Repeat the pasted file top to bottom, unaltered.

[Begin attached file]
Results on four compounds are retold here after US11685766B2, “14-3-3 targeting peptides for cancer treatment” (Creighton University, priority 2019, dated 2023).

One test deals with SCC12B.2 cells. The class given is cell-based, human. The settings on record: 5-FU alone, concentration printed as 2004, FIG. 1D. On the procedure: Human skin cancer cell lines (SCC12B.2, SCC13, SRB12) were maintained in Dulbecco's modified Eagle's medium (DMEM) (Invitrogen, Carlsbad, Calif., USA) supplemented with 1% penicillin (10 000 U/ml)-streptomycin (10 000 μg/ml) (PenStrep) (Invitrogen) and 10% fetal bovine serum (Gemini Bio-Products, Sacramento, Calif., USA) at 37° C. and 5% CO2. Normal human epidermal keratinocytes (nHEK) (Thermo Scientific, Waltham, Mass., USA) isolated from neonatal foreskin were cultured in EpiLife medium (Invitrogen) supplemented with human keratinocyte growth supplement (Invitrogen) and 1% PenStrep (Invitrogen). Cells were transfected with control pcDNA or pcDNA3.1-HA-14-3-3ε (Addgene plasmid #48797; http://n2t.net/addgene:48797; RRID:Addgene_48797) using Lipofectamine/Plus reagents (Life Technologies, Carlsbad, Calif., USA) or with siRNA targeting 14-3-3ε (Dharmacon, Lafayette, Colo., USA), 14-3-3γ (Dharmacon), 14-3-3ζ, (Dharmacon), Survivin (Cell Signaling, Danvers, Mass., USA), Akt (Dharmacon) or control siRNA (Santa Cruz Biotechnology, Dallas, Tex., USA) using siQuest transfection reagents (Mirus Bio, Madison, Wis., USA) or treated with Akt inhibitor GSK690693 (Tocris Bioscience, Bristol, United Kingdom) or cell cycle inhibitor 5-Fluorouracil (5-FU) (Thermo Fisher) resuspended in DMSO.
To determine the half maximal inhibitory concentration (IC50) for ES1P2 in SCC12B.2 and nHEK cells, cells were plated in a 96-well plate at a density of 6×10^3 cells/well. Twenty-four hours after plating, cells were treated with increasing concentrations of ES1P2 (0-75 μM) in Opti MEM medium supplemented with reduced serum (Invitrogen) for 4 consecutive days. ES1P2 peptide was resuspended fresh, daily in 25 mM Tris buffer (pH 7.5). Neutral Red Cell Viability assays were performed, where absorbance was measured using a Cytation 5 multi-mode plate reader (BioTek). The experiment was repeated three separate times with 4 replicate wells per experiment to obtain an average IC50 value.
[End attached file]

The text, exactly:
Results on four compounds are retold here after US11685766B2, “14-3-3 targeting peptides for cancer treatment” (Creighton University, priority 2019, dated 2023).

One test deals with SCC12B.2 cells. The class given is cell-based, human. The settings on record: 5-FU alone, concentration printed as 2004, FIG. 1D. On the procedure: Human skin cancer cell lines (SCC12B.2, SCC13, SRB12) were maintained in Dulbecco's modified Eagle's medium (DMEM) (Invitrogen, Carlsbad, Calif., USA) supplemented with 1% penicillin (10 000 U/ml)-streptomycin (10 000 μg/ml) (PenStrep) (Invitrogen) and 10% fetal bovine serum (Gemini Bio-Products, Sacramento, Calif., USA) at 37° C. and 5% CO2. Normal human epidermal keratinocytes (nHEK) (Thermo Scientific, Waltham, Mass., USA) isolated from neonatal foreskin were cultured in EpiLife medium (Invitrogen) supplemented with human keratinocyte growth supplement (Invitrogen) and 1% PenStrep (Invitrogen). Cells were transfected with control pcDNA or pcDNA3.1-HA-14-3-3ε (Addgene plasmid #48797; http://n2t.net/addgene:48797; RRID:Addgene_48797) using Lipofectamine/Plus reagents (Life Technologies, Carlsbad, Calif., USA) or with siRNA targeting 14-3-3ε (Dharmacon, Lafayette, Colo., USA), 14-3-3γ (Dharmacon), 14-3-3ζ, (Dharmacon), Survivin (Cell Signaling, Danvers, Mass., USA), Akt (Dharmacon) or control siRNA (Santa Cruz Biotechnology, Dallas, Tex., USA) using siQuest transfection reagents (Mirus Bio, Madison, Wis., USA) or treated with Akt inhibitor GSK690693 (Tocris Bioscience, Bristol, United Kingdom) or cell cycle inhibitor 5-Fluorouracil (5-FU) (Thermo Fisher) resuspended in DMSO.
To determine the half maximal inhibitory concentration (IC50) for ES1P2 in SCC12B.2 and nHEK cells, cells were plated in a 96-well plate at a density of 6×10^3 cells/well. Twenty-four hours after plating, cells were treated with increasing concentrations of ES1P2 (0-75 μM) in Opti MEM medium supplemented with reduced serum (Invitrogen) for 4 consecutive days. ES1P2 peptide was resuspended fresh, daily in 25 mM Tris buffer (pH 7.5). Neutral Red Cell Viability assays were performed, where absorbance was measured using a Cytation 5 multi-mode plate reader (BioTek). The experiment was repeated three separate times with 4 replicate wells per experiment to obtain an average IC50 value.